In this episode of Barbell Shrugged, 4x USA Weightlifting National Champion Jessica Lucero discusses chasing Gold from day one of training, mental toughness and overcoming mental barriers, what it’s like living the life of a professional athlete, and how she gives back to the future generations of Olympic weightlifting.
KNOW: The Russells’ Blog Is Now Keep Fitness Legal
The popular blog, “The Russells’ Blog” has changed its name. Russ Greene, Director of Government Relations and Research at CrossFit, will continue to defend the CrossFit brand from junk science, yellow journalism, and invincible ignorance just under a new name.
These crispy paleo chicken nuggets are the perfect healthy answer to replace those store bought or drive-thru chicken nugget imposters. With a savory seasoned almond flour coating, these chicken nuggets are cooked in ghee, making them Whole30 friendly, paleo, dairy free, gluten free, and totally yummy.
CrossFit Keeps You Young —Lynette Brodie, who will be 70 in October, has been doing CrossFit for three years. “I’m probably old enough to be a grandmother to most of the people at CrossFit Aviator.” She says that CrossFit keeps her young and encourages her daily.
Margaux Alvarez Has a Challenge for You — “Introducing the WOD On The Waves Weekly Challenge #2. This week we will have two winners: a male and a female. The prize is $250 of on-board spending credit to the fastest male and the fastest female. This week’s challenge will end Wednesday, August 22nd at midnight EST. Challenge: a 500m row for time. What you need to do: post your video to Facebook or Instagram. Tag @wodonthewaves Put your score in the caption of your video post. Hashtag #WOWmargaux #WOWmargaux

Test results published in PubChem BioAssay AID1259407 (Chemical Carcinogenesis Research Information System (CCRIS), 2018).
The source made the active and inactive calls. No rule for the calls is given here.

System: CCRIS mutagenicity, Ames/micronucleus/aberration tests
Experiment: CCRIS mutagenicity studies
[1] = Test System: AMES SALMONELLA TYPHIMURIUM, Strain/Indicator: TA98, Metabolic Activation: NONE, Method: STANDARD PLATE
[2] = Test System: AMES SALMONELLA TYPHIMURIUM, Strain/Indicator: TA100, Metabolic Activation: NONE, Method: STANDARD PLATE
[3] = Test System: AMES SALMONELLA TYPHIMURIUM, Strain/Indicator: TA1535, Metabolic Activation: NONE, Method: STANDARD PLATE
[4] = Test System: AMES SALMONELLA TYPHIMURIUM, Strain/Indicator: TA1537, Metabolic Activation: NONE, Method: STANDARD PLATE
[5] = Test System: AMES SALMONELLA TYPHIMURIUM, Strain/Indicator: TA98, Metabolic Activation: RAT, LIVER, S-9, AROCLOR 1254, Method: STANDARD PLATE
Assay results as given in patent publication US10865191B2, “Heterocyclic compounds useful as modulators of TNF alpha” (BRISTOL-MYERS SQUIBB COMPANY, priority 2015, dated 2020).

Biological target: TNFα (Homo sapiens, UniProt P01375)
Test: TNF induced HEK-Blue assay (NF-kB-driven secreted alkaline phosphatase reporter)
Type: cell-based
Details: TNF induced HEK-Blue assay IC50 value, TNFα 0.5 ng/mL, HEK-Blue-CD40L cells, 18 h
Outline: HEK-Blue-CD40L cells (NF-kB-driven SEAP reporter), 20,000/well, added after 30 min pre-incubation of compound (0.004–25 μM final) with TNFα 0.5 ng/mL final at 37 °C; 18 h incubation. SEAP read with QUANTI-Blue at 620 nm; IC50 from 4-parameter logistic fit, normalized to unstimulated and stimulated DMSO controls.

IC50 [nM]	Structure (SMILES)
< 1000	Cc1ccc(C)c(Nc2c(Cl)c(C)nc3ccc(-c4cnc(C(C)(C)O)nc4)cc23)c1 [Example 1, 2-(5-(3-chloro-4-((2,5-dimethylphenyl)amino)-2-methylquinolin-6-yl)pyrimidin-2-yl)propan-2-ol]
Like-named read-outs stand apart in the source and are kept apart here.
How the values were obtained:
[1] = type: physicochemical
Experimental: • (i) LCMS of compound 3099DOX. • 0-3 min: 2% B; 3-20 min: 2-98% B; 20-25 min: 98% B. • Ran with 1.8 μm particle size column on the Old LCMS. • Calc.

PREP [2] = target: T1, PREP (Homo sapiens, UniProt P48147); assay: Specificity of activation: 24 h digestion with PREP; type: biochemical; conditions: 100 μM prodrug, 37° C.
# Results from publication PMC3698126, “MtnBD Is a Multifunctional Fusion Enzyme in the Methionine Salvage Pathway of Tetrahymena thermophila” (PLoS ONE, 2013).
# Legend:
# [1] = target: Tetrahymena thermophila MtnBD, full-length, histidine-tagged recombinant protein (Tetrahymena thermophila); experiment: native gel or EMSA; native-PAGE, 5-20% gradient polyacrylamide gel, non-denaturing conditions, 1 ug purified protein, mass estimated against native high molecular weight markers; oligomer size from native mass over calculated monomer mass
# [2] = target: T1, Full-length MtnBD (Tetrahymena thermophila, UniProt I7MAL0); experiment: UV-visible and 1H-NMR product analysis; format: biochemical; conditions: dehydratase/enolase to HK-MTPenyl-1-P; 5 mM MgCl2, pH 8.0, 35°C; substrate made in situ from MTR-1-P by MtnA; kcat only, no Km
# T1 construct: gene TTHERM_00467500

CrossFit Got This Volleyball Team Ready — Volleyball coach Shyrah Schisler had been doing CrossFit for several years. When she saw that the workouts were similar to the ones she did as a college volleyball player, she decided to have her team join in. The CrossFit workouts at CrossFit 540 were voluntary, but all the 30-plus players in the program participated. “It just became a team workout because they all wanted to be there,”
Schisler said. “I think at first they were scared because CrossFit kind of gets a bad rap sometimes. People think they will just kill you. So I really wanted to break that stereotype and show them this could be done right and successfully.”
Steph Chung Competed With a Broken Ankle — CrossFit Games rookie Steph Chung completed the entire 2018 CrossFit Games with a broken ankle, she revealed in a Tweet, “Unfortunately, I broke my ankle in training two weeks before the Games, so some of the workouts required more of a survival strategy than a competitive one.”